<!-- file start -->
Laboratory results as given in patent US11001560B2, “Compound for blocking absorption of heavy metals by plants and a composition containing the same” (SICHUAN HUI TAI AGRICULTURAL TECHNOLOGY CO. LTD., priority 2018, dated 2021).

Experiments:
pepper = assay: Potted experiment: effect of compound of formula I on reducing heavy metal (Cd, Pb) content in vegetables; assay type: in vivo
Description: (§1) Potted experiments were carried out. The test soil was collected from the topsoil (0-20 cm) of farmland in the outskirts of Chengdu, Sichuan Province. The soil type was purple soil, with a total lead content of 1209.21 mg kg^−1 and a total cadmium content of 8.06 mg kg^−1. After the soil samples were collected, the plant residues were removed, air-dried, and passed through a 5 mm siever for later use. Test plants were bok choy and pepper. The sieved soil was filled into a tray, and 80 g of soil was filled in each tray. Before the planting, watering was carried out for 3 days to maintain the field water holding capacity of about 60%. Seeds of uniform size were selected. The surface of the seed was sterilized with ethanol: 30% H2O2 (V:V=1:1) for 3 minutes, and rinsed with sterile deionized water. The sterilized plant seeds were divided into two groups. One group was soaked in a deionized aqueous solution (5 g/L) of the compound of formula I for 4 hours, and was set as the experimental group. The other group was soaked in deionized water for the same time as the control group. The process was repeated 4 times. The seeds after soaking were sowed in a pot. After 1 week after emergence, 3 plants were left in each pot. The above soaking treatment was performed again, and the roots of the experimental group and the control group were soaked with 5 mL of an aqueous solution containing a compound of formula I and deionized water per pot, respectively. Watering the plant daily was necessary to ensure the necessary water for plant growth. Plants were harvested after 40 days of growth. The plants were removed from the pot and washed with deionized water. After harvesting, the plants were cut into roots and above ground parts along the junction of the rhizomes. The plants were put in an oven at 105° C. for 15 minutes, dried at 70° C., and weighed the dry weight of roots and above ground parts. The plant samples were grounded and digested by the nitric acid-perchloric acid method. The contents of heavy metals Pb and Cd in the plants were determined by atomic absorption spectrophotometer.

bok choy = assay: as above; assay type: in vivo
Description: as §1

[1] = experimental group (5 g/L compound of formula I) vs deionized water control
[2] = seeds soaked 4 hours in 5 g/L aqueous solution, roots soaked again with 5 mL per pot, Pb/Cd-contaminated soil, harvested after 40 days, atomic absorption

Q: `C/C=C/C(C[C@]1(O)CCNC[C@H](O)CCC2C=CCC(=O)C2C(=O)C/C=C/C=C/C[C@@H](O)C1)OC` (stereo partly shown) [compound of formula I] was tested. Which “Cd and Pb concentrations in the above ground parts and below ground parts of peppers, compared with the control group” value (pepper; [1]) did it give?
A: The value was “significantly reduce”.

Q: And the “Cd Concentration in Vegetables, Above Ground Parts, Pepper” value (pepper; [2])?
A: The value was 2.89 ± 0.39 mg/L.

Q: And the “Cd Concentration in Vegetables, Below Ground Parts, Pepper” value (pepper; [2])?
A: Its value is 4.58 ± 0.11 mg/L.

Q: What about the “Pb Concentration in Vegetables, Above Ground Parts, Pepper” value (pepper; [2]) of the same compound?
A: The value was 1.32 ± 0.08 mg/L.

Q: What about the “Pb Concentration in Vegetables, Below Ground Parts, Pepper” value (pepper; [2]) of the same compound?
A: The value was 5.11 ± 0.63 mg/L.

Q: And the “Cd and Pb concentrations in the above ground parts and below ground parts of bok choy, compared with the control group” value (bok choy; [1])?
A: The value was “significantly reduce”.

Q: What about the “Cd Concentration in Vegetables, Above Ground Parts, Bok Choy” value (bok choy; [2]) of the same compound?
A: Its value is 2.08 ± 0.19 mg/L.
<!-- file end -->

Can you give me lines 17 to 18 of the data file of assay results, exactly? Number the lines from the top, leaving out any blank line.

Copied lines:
Q: What about the “Pb Concentration in Vegetables, Below Ground Parts, Pepper” value (pepper; [2]) of the same compound?
A: The value was 5.11 ± 0.63 mg/L.